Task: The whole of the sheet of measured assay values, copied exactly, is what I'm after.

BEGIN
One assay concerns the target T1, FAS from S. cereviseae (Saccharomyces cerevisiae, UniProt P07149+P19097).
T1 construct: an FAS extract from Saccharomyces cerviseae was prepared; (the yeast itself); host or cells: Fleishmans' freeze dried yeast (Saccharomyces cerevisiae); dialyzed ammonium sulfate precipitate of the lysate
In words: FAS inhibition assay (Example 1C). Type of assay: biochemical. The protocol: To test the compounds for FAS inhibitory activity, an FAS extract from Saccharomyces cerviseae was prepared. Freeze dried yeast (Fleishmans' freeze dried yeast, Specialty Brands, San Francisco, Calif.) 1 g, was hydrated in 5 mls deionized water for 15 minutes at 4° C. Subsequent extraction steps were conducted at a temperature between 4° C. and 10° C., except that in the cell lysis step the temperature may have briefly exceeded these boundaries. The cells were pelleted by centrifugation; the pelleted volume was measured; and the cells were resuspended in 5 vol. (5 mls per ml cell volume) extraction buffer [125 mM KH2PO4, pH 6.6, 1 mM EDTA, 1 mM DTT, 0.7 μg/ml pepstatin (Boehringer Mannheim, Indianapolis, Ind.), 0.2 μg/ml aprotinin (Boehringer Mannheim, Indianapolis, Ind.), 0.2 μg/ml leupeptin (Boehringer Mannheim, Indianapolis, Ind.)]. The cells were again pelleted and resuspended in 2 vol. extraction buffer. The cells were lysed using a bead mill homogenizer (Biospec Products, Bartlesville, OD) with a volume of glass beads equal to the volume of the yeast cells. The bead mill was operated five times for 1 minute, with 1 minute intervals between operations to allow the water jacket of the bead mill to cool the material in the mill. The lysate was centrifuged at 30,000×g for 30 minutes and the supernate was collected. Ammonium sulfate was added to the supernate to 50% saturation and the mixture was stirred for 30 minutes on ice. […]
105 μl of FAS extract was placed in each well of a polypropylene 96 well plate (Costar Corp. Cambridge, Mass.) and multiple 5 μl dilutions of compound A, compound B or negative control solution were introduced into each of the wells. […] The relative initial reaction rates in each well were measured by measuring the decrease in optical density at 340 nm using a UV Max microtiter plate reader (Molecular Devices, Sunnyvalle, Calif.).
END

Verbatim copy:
One assay concerns the target T1, FAS from S. cereviseae (Saccharomyces cerevisiae, UniProt P07149+P19097).
T1 construct: an FAS extract from Saccharomyces cerviseae was prepared; (the yeast itself); host or cells: Fleishmans' freeze dried yeast (Saccharomyces cerevisiae); dialyzed ammonium sulfate precipitate of the lysate
In words: FAS inhibition assay (Example 1C). Type of assay: biochemical. The protocol: To test the compounds for FAS inhibitory activity, an FAS extract from Saccharomyces cerviseae was prepared. Freeze dried yeast (Fleishmans' freeze dried yeast, Specialty Brands, San Francisco, Calif.) 1 g, was hydrated in 5 mls deionized water for 15 minutes at 4° C. Subsequent extraction steps were conducted at a temperature between 4° C. and 10° C., except that in the cell lysis step the temperature may have briefly exceeded these boundaries. The cells were pelleted by centrifugation; the pelleted volume was measured; and the cells were resuspended in 5 vol. (5 mls per ml cell volume) extraction buffer [125 mM KH2PO4, pH 6.6, 1 mM EDTA, 1 mM DTT, 0.7 μg/ml pepstatin (Boehringer Mannheim, Indianapolis, Ind.), 0.2 μg/ml aprotinin (Boehringer Mannheim, Indianapolis, Ind.), 0.2 μg/ml leupeptin (Boehringer Mannheim, Indianapolis, Ind.)]. The cells were again pelleted and resuspended in 2 vol. extraction buffer. The cells were lysed using a bead mill homogenizer (Biospec Products, Bartlesville, OD) with a volume of glass beads equal to the volume of the yeast cells. The bead mill was operated five times for 1 minute, with 1 minute intervals between operations to allow the water jacket of the bead mill to cool the material in the mill. The lysate was centrifuged at 30,000×g for 30 minutes and the supernate was collected. Ammonium sulfate was added to the supernate to 50% saturation and the mixture was stirred for 30 minutes on ice. […]
105 μl of FAS extract was placed in each well of a polypropylene 96 well plate (Costar Corp. Cambridge, Mass.) and multiple 5 μl dilutions of compound A, compound B or negative control solution were introduced into each of the wells. […] The relative initial reaction rates in each well were measured by measuring the decrease in optical density at 340 nm using a UV Max microtiter plate reader (Molecular Devices, Sunnyvalle, Calif.).